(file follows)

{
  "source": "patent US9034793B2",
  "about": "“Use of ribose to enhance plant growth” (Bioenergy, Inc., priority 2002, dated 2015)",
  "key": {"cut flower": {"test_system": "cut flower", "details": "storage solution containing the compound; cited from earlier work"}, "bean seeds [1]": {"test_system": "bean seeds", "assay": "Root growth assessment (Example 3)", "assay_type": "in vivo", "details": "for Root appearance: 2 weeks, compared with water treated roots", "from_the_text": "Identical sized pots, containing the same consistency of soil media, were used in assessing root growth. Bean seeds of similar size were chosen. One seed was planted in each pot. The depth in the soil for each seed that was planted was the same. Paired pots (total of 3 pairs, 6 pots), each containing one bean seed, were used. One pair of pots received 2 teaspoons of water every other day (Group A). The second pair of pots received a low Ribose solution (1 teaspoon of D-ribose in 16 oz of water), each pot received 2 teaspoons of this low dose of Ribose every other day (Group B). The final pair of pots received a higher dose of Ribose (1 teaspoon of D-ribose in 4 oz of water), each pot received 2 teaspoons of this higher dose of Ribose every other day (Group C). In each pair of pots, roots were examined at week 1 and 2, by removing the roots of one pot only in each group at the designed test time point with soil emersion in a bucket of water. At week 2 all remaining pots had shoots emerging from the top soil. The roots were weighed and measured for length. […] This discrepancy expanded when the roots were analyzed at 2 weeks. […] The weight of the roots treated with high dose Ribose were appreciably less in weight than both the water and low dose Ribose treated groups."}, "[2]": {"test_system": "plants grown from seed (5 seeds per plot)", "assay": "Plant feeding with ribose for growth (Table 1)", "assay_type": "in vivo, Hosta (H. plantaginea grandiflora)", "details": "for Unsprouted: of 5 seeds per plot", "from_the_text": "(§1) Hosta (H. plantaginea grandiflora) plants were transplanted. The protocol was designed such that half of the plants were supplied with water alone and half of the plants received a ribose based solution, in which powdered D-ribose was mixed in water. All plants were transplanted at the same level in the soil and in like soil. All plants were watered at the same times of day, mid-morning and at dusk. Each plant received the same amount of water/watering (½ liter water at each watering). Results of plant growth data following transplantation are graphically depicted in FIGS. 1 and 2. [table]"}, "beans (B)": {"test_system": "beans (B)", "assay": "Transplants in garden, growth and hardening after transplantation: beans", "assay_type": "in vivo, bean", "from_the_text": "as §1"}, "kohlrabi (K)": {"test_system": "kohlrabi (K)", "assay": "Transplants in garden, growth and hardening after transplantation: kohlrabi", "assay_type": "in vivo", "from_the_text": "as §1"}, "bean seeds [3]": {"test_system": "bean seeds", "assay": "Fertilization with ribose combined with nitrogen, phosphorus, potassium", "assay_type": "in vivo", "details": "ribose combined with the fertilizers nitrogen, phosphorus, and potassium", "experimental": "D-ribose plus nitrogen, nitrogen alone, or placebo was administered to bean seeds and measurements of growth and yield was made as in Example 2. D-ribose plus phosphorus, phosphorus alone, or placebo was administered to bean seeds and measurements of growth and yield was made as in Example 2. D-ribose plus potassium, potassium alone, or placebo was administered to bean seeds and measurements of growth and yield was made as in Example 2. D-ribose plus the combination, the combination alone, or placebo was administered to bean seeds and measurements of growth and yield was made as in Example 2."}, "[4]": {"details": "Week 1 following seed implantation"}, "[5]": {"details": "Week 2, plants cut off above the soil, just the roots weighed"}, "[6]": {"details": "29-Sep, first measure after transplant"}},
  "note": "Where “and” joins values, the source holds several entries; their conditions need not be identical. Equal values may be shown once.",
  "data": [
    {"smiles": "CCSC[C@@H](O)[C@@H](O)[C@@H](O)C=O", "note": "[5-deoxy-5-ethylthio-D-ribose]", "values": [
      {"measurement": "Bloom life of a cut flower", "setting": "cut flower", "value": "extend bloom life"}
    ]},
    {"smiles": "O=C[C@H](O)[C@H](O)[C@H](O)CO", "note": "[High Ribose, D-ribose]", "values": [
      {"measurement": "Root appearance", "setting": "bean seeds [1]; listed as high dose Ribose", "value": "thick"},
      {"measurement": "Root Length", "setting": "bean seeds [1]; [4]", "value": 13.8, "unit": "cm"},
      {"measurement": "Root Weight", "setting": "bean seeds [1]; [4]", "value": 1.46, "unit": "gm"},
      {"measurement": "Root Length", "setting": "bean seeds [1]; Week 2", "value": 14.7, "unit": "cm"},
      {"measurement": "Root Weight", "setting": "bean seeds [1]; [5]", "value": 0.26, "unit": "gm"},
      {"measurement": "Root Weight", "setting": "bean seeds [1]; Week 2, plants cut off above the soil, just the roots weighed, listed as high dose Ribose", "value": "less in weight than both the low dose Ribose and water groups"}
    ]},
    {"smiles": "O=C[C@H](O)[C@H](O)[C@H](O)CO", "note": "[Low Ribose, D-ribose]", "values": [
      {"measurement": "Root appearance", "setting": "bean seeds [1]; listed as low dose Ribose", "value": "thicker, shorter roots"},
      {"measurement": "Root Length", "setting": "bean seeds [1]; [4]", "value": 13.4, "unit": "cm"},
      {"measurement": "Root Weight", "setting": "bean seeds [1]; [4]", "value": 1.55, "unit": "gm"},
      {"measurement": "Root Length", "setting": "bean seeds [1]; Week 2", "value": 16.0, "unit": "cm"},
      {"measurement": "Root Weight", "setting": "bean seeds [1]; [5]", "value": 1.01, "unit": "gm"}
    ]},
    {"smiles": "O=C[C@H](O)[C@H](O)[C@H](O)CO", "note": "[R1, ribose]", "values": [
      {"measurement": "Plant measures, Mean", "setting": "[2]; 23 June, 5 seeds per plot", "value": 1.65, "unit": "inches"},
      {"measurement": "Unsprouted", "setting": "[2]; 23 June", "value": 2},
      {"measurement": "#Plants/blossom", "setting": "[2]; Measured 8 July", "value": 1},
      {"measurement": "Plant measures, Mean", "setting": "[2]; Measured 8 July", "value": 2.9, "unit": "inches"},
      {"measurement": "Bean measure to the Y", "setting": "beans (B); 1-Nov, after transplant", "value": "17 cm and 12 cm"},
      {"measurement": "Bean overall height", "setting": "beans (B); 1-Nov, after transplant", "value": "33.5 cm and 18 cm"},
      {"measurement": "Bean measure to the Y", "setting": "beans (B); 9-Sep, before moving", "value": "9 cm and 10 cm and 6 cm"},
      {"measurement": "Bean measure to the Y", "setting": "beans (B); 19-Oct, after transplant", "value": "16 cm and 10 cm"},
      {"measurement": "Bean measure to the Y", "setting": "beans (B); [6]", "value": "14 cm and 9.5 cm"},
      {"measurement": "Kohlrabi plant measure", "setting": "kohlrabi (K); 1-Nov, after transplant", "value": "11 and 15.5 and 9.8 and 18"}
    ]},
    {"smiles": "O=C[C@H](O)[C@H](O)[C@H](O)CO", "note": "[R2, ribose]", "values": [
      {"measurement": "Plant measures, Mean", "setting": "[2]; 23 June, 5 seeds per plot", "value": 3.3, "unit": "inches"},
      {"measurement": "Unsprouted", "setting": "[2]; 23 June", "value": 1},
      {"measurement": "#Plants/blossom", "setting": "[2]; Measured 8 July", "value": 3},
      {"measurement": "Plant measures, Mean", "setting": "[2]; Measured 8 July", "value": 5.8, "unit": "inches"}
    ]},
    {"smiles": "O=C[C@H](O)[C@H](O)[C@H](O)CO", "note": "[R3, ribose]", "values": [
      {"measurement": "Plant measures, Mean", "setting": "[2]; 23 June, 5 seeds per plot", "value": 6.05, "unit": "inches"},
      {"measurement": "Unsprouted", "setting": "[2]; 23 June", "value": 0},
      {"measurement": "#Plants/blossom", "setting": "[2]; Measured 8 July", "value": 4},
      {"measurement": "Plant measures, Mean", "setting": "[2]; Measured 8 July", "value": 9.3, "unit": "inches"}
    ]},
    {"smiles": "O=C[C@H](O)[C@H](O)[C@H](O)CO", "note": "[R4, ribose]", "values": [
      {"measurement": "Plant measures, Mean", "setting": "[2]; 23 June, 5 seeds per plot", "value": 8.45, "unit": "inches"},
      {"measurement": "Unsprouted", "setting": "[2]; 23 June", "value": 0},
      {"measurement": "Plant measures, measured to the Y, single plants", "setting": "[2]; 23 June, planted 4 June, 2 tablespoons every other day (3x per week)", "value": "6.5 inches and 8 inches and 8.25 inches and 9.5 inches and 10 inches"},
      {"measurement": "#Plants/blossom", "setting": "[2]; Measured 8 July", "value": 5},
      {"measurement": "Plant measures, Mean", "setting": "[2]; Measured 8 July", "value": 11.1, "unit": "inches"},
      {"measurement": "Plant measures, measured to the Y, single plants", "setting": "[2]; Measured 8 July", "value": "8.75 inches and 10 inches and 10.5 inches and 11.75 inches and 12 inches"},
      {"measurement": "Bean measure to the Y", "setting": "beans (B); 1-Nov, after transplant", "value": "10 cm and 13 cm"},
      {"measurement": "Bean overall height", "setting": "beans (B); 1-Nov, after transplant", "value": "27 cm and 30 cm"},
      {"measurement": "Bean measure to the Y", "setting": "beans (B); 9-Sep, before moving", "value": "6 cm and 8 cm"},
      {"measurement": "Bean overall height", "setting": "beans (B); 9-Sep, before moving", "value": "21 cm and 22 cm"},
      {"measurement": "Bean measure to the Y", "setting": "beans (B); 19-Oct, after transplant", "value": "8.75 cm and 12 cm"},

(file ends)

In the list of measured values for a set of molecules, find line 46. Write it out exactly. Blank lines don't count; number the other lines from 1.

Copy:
      {"measurement": "#Plants/blossom", "setting": "[2]; Measured 8 July", "value": 4},